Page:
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Modelling loans to non-financial corporations in the euro area

  • Kok, Christoffer
  • Marqués-Ibáñez, David
  • Rossi, Carlotta

We model the determinants of loans to non-financial corporations in the euro area. Using the Johansen (1992) methodology, we identify three cointegrating relationships. These relationships are interpreted as the long-run loan demand, investment and loan supply equations. The short-run dynamics of loan demand for the euro area are subsequently modelled by means of a Vector Error Correction Model (VECM). We perform a number of specification tests, which suggest that developments in loans to non-financial corporations in the euro area can be reasonably explained by the model. We then use the estimated model to analyse the impact of permanent and temporary shocks to the policy rate on bank lending to nonfinancial corporations. JEL Classification: C32, C51

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Paper provided by European Central Bank in its series Working Paper Series with number 0989.

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Date of creation: Jan 2009
Date of revision:
Handle: RePEc:ecb:ecbwps:20090989
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  1. A. Calza & C. Gartner & J. Sousa, 2003. "Modelling the demand for loans to the private sector in the euro area," Applied Economics, Taylor & Francis Journals, vol. 35(1), pages 107-117.
  2. Calza, Alessandro & Manrique, Marta & Sousa, Joao, 2006. "Credit in the euro area: An empirical investigation using aggregate data," The Quarterly Review of Economics and Finance, Elsevier, vol. 46(2), pages 211-226, May.
  3. Gomes, Sandra & Jacquinot, Pascal & Mohr, Matthias & Pisani, Massimiliano, 2011. "Structural reforms and macroeconomic performance in the euro area countries: a model-based assessment," Working Paper Series 1323, European Central Bank.
  4. Andrew Brigden & Paul Mizen, 2004. "Interactions between Money, Lending and Investment in the UK Private Non-Financial Corporate Sector," Manchester School, University of Manchester, vol. 72(1), pages 72-99, 01.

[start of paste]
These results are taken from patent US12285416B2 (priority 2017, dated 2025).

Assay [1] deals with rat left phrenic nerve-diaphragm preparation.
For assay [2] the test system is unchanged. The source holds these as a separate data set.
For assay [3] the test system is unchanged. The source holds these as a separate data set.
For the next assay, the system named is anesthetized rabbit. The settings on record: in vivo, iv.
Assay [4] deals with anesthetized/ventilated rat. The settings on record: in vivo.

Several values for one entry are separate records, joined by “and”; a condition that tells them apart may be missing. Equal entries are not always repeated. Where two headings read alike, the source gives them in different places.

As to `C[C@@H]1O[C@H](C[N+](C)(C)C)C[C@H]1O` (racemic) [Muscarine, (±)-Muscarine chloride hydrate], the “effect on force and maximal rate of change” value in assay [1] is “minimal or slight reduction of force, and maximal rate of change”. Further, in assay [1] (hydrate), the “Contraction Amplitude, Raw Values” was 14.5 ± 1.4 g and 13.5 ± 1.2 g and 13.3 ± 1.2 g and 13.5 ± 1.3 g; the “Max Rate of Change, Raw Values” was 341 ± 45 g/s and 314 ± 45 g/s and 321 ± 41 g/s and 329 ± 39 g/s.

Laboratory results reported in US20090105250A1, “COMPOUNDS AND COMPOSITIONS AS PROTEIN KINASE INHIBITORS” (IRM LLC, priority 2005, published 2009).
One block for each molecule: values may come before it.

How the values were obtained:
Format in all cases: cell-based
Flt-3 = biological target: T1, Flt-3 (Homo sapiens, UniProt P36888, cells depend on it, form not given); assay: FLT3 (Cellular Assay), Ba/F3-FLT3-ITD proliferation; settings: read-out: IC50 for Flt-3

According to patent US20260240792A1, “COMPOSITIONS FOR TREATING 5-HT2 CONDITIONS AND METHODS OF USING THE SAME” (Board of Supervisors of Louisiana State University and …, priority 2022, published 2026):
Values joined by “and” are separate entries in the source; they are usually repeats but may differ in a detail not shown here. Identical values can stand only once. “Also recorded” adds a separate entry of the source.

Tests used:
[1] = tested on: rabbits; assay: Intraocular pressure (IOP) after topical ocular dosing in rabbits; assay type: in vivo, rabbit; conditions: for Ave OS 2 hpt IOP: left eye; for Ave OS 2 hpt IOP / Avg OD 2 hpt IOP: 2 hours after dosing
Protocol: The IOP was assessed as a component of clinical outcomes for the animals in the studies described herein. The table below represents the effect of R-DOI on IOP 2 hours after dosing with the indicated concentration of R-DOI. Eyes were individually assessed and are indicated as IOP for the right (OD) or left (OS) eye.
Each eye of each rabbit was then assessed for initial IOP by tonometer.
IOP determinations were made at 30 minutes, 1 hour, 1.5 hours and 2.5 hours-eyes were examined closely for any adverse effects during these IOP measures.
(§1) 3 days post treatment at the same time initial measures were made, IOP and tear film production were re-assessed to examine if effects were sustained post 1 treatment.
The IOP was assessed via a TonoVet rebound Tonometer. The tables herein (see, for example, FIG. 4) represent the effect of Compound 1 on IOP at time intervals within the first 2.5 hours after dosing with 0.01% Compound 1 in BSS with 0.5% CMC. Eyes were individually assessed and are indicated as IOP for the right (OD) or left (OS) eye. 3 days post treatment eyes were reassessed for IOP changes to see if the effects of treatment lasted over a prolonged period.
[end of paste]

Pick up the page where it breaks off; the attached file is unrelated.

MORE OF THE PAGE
5. Ignazio Angeloni & Michael Ehrmann, 2003. "Monetary transmission in the euro area: early evidence," Economic Policy, CEPR;CES;MSH, vol. 18(37), pages 469-501, October.
  6. Jiminez, G. & Ongena, S. & Saurina, J., 2007. "Hazardous Times for Monetary Policy : What do Twenty-three Million Bank Loans Say about the Effects of Monetary Policy on Credit Risk?," Discussion Paper 2007-75, Tilburg University, Center for Economic Research.
  7. Hülsewig, Oliver & Mayer, Eric & Wollmershäuser, Timo, 2006. "Bank loan supply and monetary policy transmission in Germany: An assessment based on matching impulse responses," Munich Reprints in Economics 19432, University of Munich, Department of Economics.
  8. Bernanke, Ben & Gertler, Mark, 1995. "Inside the Black Box: The Credit Channel of Monetary Policy Transmission," Working Papers 95-15, C.V. Starr Center for Applied Economics, New York University.
  9. Gambacorta, Leonardo & Mistrulli, Paolo Emilio, 2004. "Does bank capital affect lending behavior?," Journal of Financial Intermediation, Elsevier, vol. 13(4), pages 436-457, October.
  10. Ehrmann, Michael & Gambacorta, Leonardo & Martinéz Pagés, Jorge & Sevestre, Patrick & Worms, Andreas, 2001. "Financial systems and the role of banks in monetary policy transmission in the euro area," Working Paper Series 0105, European Central Bank.
  11. Johansen, Soren, 1992. "Cointegration in partial systems and the efficiency of single-equation analysis," Journal of Econometrics, Elsevier, vol. 52(3), pages 389-402, June.
  12. Boris Hofmann, 2001. "The determinants of private sector credit in industrialised countries: do property prices matter?," BIS Working Papers 108, Bank for International Settlements.
  13. Philip Lowe & Claudio Borio, 2002. "Asset prices, financial and monetary stability: exploring the nexus," BIS Working Papers 114, Bank for International Settlements.
  14. Andrew Brigden & Paul Mizen, 1999. "Money, credit and investment in UK corporate sector," Bank of England working papers 100, Bank of England.
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